Today, SEO is a well-known and essential online marketing tool. But have you ever wondered what’s the history of search engine optimization and how did it all begin?
The history of SEO goes back to the mid-1990s when Google wasn’t particularly popular and the Internet itself was rather inconsiderable.
More than 20 years ago, users would open one of the portals like Yahoo after connecting to the Internet. To meet the expectations of as many people as possible, these websites started developing to create new thematic portals.
The portals also included website catalogs which contained links to various platforms divided into different categories. After a given page was added to the catalog, a person interested in a specific subject could easily access it. However, it did its job only partially as catalog search engines weren’t configured appropriately. Their main disadvantage was that websites were listed as a whole, not as individual subpages which made it hard for users to reach content that was of interest to them.
That’s when we could observe the emergence of the need to develop an intelligent search engine that would meet all the requirements. The Internet turned out to be pretty unpredictable, no one expected that it would expand so rapidly in just a few years.
The first SEO steps in history
Most webmasters have always wanted to be displayed on top positions in the search results. However, in the beginning, the principle of search engines’ operation was rather simple – the results were based solely on the keywords included in website headers. Soon, website owners took advantage of that imperfection and started manipulating the keywords by using popular phrases. They would even use offensive language which had nothing to do with the page content, however, it was searched by Internet users. That’s when search engines started paying attention not only to the header but to everything published on the site – and that’s when the SEO revolution began.
SEO was developing together with search engines. The term search engine optimization was coined in 1997 at Stanford University in the USA. Google was the first search engine to improve its searching capabilities. For most people, it was infeasible to outdo its complex algorithms or manipulate the SERP (Search Engine Results Page) and all the attempts to do so were unsuccessful.
Google Bomb – how to outwit the search engine?
Shortly afterward, we could witness the emergence of Google Bomb and it turned out that outwitting the search engine was a piece of cake. All you needed to do was to provide a website link with a selected anchor text, meaning the content between tags, that would redirect users to a given link. This way, index manipulation became simple again, as Google would assign a page to a specific anchor and display it after typing it in the search bar.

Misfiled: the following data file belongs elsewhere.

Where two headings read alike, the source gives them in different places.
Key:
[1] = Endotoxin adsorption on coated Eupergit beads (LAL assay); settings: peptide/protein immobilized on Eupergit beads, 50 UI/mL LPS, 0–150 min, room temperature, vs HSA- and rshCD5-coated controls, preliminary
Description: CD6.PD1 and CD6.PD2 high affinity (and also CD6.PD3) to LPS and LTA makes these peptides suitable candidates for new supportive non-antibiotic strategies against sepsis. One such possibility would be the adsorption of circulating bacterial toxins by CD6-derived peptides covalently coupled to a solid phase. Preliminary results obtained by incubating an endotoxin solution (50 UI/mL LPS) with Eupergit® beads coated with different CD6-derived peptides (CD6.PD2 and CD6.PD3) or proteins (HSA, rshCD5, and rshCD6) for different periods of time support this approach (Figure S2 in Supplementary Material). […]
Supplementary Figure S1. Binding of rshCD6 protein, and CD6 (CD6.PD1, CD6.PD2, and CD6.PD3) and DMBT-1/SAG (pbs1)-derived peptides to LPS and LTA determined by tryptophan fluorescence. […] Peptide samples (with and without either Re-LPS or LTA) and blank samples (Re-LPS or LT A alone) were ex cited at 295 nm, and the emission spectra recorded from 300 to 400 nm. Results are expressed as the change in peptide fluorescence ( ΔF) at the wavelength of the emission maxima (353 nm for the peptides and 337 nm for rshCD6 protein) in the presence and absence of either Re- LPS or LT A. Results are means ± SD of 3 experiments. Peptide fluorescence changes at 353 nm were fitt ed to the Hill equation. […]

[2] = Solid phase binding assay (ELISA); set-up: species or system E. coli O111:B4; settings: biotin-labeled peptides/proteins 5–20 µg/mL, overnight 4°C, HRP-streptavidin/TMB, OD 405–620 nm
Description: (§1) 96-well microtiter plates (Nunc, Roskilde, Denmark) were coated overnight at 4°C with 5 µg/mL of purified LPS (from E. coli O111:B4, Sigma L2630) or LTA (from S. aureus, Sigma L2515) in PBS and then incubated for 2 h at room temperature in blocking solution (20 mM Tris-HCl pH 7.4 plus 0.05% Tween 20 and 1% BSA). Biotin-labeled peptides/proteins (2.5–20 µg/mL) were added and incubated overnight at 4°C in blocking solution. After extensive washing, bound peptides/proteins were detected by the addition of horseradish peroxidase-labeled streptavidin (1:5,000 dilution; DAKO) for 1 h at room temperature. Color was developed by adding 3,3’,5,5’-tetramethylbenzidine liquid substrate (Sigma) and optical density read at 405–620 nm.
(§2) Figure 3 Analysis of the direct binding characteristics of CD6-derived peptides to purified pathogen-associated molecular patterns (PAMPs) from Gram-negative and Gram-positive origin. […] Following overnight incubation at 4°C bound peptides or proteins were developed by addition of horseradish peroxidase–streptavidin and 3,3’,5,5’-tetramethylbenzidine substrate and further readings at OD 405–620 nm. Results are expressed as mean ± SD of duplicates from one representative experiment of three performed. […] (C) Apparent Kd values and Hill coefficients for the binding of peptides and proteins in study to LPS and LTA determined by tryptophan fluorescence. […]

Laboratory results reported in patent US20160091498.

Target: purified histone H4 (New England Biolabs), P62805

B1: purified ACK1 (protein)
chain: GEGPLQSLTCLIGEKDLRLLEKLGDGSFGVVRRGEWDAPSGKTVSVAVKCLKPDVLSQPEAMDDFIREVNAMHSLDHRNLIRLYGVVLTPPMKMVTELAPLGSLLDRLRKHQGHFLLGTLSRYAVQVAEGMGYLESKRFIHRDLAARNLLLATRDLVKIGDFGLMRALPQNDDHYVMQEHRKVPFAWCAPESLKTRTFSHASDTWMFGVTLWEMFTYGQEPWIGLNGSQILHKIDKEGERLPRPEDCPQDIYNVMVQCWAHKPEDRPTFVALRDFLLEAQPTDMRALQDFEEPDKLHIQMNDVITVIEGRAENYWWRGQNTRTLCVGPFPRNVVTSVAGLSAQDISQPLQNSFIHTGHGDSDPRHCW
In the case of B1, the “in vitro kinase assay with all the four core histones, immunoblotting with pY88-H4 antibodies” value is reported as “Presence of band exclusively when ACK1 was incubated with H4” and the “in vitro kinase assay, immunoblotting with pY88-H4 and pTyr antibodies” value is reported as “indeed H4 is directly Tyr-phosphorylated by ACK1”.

In 2009 Google implemented a certain improvement – Real-Time Search, meaning presenting the most up to date results from websites and micro-blogs.
Modern SEO – search engine optimization in the 21st century
Today, Google algorithms are extremely complex and the search results are based on several hundred factors that affect website positions in the SERPs.
Currently, we can observe the increasing importance of long-tail SEO, meaning the use of long, complex phrases. Compound phrases are significantly less competitive than one or two word key phrases. In the past, SEO was about selecting a few phrases entered into TOP10 which wouldn’t necessarily convert. So why is long-tail SEO more effective? By creating more elaborate phrases, you can assume that potential customers visiting your page will find a product that corresponds to their Google queries the most.
What else has changed? In the past, Google would focus on the number of links – the more linking pages, the better website visibility in the search results. However, quality is the key factor. Your links should be unique, they should redirect users to quality content and valuable websites with high domain authority levels. Otherwise, Google algorithms may consider your links as spam and impose a filter on your online store which would decrease your position in the search results.